I finally mustered up the courage to pick up the phone and call my friend. She’s been suffering from so many medical complications that I can’t even keep track of them anymore. Her two young children must also be devastated to see their sweet mom in and out of the hospital, wondering when things will get back to normal. My heart ached for her.

After a heartfelt conversation, I was relieved to hear that she was slowly getting things back under control. Her health had improved, the kids were doing just fine, and her husband was being an absolute angel through it all.

A few days later, I had a slump day when the weight of my life caught up to me for a moment.

One daughter was dealing with bullying at school, the other couldn’t shake off her night-terrors, and I missed having my parents nearby. The incessant pain in my lower back and the results of my blood panel were troublesome – not as bad as my friend, but enough to have to reach out to some specialists and beg to get on their calendars. I felt defeated. I cried and then went for a walk.

And that’s when it happened … again…. my inner voice decided to chime in.

My Inner Voice Speaks Up Again:

“Doesn’t the fresh air feel wonderful?” inner voice asked.

“It sure does, and I definitely feel a little better already,” I responded with a sigh.

“A little better? Have you already forgotten about your friend who has been suffering for so long? What should she be saying now? Get yourself together!”  My inner voice was getting louder and more intense. I felt the pressure and tears swelled up again.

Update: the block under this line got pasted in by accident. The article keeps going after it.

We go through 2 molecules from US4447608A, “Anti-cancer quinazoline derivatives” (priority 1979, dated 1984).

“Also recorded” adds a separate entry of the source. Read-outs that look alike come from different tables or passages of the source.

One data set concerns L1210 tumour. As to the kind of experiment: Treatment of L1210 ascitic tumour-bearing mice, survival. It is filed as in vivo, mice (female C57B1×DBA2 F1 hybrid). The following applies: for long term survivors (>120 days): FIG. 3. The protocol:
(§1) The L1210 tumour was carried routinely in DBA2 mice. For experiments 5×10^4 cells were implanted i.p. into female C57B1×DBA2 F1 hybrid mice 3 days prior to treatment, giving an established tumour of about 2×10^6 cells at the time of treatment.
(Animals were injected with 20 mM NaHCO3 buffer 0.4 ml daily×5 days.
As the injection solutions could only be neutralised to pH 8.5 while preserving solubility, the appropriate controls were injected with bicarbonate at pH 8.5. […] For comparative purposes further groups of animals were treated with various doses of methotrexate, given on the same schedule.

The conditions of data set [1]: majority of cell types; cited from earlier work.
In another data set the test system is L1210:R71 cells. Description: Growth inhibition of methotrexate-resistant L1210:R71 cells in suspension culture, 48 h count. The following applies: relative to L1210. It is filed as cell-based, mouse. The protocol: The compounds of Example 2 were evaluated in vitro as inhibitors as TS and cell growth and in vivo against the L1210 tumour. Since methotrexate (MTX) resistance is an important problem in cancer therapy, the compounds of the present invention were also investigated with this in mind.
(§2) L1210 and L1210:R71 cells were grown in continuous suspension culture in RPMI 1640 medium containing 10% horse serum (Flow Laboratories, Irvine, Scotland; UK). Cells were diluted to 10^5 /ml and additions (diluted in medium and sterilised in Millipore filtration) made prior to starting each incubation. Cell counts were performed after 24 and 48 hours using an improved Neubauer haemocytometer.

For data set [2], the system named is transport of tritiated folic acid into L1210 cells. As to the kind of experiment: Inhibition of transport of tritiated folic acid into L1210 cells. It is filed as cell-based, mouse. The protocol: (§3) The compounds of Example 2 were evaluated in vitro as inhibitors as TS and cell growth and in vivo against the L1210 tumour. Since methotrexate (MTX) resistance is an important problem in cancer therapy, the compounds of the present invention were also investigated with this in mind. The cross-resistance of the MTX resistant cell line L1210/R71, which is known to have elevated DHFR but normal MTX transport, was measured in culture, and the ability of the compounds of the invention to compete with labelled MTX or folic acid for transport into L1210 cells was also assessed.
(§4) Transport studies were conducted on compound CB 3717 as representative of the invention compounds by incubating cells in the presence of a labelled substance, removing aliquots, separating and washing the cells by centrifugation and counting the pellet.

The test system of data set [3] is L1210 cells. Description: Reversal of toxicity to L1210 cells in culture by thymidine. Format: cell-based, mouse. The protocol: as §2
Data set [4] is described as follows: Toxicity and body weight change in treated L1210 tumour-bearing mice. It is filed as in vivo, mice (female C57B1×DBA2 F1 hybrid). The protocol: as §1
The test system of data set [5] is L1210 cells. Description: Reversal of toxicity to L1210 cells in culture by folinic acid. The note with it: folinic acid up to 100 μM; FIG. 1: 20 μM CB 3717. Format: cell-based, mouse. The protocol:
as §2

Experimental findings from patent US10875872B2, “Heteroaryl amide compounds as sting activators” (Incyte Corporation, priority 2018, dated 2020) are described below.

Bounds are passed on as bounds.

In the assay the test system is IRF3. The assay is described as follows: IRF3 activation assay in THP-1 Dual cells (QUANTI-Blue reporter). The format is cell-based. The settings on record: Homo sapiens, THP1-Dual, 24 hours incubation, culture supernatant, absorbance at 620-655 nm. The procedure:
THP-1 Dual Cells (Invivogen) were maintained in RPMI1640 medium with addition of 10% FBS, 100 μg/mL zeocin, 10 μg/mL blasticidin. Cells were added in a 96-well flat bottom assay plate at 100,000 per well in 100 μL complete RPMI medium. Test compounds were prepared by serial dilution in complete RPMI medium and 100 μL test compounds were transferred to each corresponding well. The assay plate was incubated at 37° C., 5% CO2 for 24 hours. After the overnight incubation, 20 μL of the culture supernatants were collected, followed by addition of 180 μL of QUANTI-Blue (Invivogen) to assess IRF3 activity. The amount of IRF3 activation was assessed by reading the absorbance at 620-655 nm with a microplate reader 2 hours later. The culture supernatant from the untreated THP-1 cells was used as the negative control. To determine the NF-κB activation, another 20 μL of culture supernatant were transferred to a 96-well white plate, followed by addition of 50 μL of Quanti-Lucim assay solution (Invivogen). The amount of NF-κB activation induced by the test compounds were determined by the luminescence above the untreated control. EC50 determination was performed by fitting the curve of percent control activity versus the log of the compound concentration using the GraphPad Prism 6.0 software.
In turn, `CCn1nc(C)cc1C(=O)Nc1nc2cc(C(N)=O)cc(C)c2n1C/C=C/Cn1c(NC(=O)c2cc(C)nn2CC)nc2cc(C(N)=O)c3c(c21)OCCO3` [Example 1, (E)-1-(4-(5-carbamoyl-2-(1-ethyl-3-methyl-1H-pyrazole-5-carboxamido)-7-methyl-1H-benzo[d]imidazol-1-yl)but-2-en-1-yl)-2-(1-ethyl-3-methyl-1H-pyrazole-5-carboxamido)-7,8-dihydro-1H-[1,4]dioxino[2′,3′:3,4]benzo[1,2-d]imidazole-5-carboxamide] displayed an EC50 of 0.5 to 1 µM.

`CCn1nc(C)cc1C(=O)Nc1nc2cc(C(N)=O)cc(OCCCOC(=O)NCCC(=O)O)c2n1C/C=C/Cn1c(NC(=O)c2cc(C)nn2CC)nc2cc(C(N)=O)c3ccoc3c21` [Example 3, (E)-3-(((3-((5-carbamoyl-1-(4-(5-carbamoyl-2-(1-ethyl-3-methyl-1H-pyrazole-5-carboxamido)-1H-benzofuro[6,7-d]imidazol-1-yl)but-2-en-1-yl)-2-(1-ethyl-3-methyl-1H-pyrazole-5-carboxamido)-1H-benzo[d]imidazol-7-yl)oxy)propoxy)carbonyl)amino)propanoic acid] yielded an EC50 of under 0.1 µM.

This went on for the rest of the walk until I decided to head back and preoccupy myself with my work.

What I was refusing to do was to acknowledge my own pain and suffering. I refused to address it with respect and undivided attention. I refused to admit that I too was in pain. That I too was emotionally and physically drained. That even beyond the back pain and kid issues, I was carrying my own heavy weights and worrying about where to set them down.

But why refuse my own pain?

Because I did not like to argue with my inner voice. She was always louder, more intense, and looking for a way to shut me down. At least that’s what I thought at first.

Until I learned to see her from a new perspective, and that’s when everything changed, in a big way!

A New Perspective

In law school, they taught us to see every problem from multiple angles before even taking on the case. This simple mindset shift does not necessarily come naturally to a 20-something year-old law student, who just came out of the trenches of teenage-hood and college.